OK, that’s a cheesy cliché. But it’s true. Some nitwit pulled the fire alarm halfway through Randolph’s first encore. The ever-grinning and head-bobbing Randolph played along, even seemingly tweaking his rhythm to merge with the wah-wahing alarm and flashing lights.
So the show ended a tad early, but Ogdenites left undeniably sated after a solid two hours of frenzied and ferocious pedal steel.
Long known for the strange wailing behind whining cowboys or twirling hula dancers, the pedal steel takes on new meaning under the deft fingers of Randolph. And he wasn’t alone. Flanked by Calvin Cook and Aubrey Ghent on pedal steels, the night scorched everything you ever knew about pedal steel. Randolph got his start at age nine playing pedal in New Jersey’s House of God Church, where pedal guitars are revered as “the sacred steel.”
Most of the band comes from a church-rich background. Danyel Morgan on bass and Marcus Randolph on a massive five-tom drum kit are Randolph’s cousins and the whole family has years of experience behind an altar.
Monday’s show at the Ogden was a benefit-slash-celebration for Head Count, the jammy version of Rock The Vote, which boasts a super-efficient voter registration strategy. The non-partisan group, based in New York, is throwing a similar gig with Spearhead for the GOP confab in Minneapolis-St. Paul.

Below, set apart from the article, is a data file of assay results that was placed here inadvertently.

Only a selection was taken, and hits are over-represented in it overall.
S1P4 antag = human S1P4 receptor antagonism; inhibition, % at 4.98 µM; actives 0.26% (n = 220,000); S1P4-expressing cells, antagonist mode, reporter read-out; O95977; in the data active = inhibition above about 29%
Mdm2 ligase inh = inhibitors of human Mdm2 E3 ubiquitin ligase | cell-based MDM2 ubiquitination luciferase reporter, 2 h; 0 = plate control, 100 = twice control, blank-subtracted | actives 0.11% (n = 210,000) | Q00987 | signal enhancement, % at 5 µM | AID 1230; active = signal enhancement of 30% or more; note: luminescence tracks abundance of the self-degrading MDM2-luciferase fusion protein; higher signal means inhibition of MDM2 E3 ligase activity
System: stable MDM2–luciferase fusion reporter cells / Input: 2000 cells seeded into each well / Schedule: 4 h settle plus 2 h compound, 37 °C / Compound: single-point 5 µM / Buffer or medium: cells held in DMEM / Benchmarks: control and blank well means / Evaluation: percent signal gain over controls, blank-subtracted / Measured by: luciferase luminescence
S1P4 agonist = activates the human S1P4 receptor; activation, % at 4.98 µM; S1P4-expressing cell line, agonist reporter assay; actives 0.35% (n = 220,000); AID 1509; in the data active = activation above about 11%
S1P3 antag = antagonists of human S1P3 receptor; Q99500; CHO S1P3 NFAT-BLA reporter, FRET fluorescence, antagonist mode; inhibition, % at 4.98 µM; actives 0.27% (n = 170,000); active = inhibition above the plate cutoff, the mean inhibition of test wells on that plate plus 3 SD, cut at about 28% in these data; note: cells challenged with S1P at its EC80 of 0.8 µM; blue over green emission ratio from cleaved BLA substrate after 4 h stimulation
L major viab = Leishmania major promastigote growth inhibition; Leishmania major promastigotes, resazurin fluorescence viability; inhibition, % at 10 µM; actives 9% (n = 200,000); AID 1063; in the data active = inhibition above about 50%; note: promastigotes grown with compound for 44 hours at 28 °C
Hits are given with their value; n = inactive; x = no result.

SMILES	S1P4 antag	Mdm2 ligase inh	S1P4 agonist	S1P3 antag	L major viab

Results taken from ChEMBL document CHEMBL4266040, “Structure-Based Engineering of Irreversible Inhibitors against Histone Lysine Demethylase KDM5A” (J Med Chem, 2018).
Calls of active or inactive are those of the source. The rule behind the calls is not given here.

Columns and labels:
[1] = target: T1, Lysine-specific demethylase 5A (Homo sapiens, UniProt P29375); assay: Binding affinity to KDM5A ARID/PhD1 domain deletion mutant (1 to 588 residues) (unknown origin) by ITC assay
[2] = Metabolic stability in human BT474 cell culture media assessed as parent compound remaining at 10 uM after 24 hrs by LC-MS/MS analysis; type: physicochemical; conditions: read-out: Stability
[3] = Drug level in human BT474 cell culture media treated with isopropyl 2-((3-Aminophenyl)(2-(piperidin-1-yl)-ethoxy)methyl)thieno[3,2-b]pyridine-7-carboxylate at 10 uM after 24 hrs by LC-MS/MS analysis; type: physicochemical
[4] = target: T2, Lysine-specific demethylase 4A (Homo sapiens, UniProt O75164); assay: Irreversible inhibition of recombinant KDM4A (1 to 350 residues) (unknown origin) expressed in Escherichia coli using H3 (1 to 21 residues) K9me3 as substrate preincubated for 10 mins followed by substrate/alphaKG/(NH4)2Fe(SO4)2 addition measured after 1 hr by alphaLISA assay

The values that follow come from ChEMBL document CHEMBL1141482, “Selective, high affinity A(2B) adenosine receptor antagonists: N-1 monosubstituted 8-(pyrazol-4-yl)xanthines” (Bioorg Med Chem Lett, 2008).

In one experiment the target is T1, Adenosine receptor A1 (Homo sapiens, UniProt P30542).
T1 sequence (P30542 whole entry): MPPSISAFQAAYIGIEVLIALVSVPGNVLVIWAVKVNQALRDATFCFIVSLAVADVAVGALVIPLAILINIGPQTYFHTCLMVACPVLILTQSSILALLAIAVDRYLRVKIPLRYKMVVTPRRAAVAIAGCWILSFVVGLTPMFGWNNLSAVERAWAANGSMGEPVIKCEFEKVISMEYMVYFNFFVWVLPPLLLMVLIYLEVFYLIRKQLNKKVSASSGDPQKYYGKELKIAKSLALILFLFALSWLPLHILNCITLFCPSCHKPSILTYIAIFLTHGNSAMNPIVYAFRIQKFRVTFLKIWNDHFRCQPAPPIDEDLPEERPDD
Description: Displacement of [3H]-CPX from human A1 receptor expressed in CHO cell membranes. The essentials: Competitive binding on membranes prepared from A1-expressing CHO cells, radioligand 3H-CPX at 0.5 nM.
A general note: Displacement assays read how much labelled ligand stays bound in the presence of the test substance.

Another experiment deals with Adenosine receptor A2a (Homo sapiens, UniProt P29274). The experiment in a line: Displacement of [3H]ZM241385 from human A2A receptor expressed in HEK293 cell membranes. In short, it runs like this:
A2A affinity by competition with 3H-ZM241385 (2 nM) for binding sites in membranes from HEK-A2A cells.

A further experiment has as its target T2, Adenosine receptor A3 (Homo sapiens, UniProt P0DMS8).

“We wanted this to be a real rock-n-roll party. A way for people to feel the connection between music and action and participation,” said Head Count’s head honcho Andy Bernstein.
And rockin’ it was. Tweaking a suitcase of pedal effects while hammering his custom-made Fessenden, Randolph choreographed the ultimate steel showdown. There were sax-ish sounds and reggae riffs, soul-lilted grooves and outright gritty funk. “Deliver Me” off Randolph’s 2006 “Colorblind,” echoed with the sultry sounds of Sly and the Family Stone.
His “I Need More Love” pushed his cuz Morgan to his limits with a hyper-speed hammering bass line and a high-pitched scream on vocals. Randolph, his head wrapped in a sheer black bandanna, rocked his head violently with each beat, pulling all kinds of dance moves out of the amply lubricated and VIP-pass-wearing crowd.
Jason Crosby on the Hammond B added an Allmans-esque rootsy blues flavor, providing a rich background for the twangy pedals up front. Randolph’s “Hey Bo Diddley” was a sweet tribute to the man who forged that raucous guitar sound that defines today’s best soul-blues players.
Really it is Randolph’s chamelonic range that defines him and earned him a ranking in Rolling Stone magazine’s recent tally of the Top 100 guitarists. He can do Stevie Ray. Clapton. Jimi. B.B. Duane. He can deliver the deep jam, the poppy bits, the grimy roots, the soul, the blues. He’s got the biggest bag o’ tricks in the biz right now. And his spirit is what keeps the crowd shaking.
Ever smiling, his “Shake Your Hips” included all the ladies in the house on stage shaking and frolicking (see the video of that one here). His “Good Time” launched the house into a beer-spilling boogie. And his earth-shaking and Dixieland-hued rendition of “When The Saints Come Marching In” was as rich as anything born in the bayou. When the fire alarm started shaking the house, Randolph was just about to slip into “Voodoo Chile.” Come to think of it, maybe the promise of that scorcher was what lured the tank-toting firemen into the house.
Reverb contributor Jason Blevins is a reporter for The Denver Post.